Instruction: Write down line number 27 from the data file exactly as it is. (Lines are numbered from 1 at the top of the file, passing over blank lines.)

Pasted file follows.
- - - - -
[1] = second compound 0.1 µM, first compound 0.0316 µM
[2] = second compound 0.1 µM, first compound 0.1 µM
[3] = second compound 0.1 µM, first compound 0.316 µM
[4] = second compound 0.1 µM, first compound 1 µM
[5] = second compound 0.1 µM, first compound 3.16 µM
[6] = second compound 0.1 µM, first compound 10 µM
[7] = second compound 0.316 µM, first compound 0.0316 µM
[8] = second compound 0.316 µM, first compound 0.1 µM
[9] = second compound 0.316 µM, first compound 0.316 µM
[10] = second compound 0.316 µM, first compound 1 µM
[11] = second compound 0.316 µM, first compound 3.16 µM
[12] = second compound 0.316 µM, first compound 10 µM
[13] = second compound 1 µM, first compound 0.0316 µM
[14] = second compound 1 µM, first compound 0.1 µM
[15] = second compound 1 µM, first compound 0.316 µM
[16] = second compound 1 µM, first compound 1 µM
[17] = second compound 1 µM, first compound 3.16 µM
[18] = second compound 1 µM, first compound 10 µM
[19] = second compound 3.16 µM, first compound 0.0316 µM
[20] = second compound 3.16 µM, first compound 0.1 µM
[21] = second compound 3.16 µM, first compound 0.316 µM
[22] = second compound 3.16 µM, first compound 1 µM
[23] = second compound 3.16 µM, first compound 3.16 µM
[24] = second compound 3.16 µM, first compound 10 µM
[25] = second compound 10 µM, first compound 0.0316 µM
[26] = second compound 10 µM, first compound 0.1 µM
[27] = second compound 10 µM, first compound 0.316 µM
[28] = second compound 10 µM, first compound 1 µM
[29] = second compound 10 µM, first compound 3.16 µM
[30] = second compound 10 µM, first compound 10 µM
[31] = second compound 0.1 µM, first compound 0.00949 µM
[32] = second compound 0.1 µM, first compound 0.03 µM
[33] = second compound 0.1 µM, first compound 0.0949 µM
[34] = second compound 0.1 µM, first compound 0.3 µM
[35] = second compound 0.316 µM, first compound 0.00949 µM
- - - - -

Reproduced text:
[27] = second compound 10 µM, first compound 0.316 µM